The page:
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  1. Balzafire
    STATE and federal police are chasing one of Australia's largest heroin importations amid concerns it will lead to a flood of the drug in Sydney and Melbourne and further enrich one of the country's most powerful bike gangs, the Comanchero.

    A shipment of 175 kilograms of Chinese heroin, worth more than $50 million - which would translate into more than 4 million hits on the street - arrived at Port Botany in Sydney from Bangkok in late July.

    The shipment was organised by an international crime network in the weeks before one of Australia's biggest organised crime probes, Operation Hoffman, arrested key syndicate members.

    Police working with Operation Hoffman seized 28 kilograms of the heroin in Mascot when they arrested two of the syndicate members last month, but 70 kilograms made their way to a notorious Sydney heroin dealer and 77 kilograms to two senior Comanchero figures.

    Underworld sources have confirmed that about two weeks later the same two Comanchero figures kidnapped, bashed and tortured the Sydney dealer to obtain his 70 kilograms.

    They forced him to pull over as he drove in Sydney's inner west by flashing police-issue blue and red lights at him.

    But when he got out of the car in an alley behind the Garry Owen Hotel in Rozelle, one of the men fired a shot from a nine-millimetre pistol and the dealer was then taken elsewhere.

    He was handcuffed, bashed and tortured. Eventually he revealed the location of his heroin, as well as a stash of cash amounting to between $700,000 and $1 million.

    It is understood the 147 kilograms is to be sold in Sydney and Melbourne.

    Sources suggest the import comprised 500 350-gram blocks of heroin and is almost double the size of the total heroin seizures in the year to June last year.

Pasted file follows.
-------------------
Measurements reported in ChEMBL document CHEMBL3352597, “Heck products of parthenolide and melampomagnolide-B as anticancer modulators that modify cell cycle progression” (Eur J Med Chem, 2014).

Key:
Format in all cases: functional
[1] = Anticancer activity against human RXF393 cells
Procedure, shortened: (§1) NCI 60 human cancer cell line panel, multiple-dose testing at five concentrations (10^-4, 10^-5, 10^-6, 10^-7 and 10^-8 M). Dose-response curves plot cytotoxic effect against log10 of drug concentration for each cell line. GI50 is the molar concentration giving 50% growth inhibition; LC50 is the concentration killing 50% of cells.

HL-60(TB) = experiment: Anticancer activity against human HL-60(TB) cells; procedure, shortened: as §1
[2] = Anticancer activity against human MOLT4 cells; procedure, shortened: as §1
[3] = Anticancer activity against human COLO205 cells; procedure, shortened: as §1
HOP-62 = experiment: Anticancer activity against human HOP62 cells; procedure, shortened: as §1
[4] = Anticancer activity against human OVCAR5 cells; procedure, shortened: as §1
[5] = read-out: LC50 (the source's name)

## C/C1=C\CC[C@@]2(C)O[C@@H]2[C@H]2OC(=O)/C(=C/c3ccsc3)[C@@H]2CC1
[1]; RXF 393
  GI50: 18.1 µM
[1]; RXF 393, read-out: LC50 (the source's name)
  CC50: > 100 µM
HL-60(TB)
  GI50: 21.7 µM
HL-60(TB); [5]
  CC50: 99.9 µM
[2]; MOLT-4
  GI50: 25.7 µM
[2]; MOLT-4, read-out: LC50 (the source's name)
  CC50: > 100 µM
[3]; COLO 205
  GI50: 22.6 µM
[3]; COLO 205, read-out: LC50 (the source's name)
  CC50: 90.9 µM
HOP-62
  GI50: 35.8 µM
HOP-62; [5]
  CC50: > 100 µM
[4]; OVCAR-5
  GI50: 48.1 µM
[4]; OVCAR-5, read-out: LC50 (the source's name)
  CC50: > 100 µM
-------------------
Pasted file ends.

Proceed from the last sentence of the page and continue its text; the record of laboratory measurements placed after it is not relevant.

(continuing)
The heroin theft and sales by the two Comanchero figures are seen by some underworld sources as an attempt to capitalise on the arrests of senior crime figures by Operation Hoffman, which finished last month.

    The Herald revealed Operation Hoffman - a two-year, multi-agency probe led by the Australian Crime Commission - exposed an international drug import network of triads, Comanchero bikies, corrupt officials and waterfront workers.

    One of the key Hoffman figures, Hakan Ayik, is on the run after NSW police issued an arrest warrant last month in connection to his alleged involvement in the heroin importation.

    The collapse of the syndicate, as well as the heroin importation and its consequences, also open a window into the large world of transnational organised crime and the role it plays in Australia.

    The revelation of the import comes just a day after the Herald revealed that one of the world's most powerful organised crime syndicates, the Mexican Sinaloa Cartel, had infiltrated Australia, importing more than half the cocaine used on the east coast over the past two years.

    One of the two Comanchero linked to the theft of the heroin and its recent distribution is one of the gang's most senior figures.

    Since the drug theft the pair have made no secret of their crime and have been proclaiming its success loudly around the city. The blatant rip-off has also served to increase the reputation of the Comanchero.

    A senior law enforcement source said the theft had caused nervousness in the criminal milieu in both Sydney and Melbourne.

    ''There'll be a whole lot of drug dealers very, very concerned about what they did, because if they've done it once, they could do it again,'' he said.


    Dylan Welch and Nick McKenzie
    September 16, 2010
    http://www.smh.com.au/national/hero...t-to-flood-the-east-coast-20100915-15crl.html

Comments

  1. Alfa
    Seems is is a good basis for a new season of the TV show Underbelly. Almost seems like nothing has changed.

    This article is pretty descriptive about how arrests can affect a criminal organization and the underworlds ranks. Police operations and arrests put new people in power. The above article is a direct result of that.
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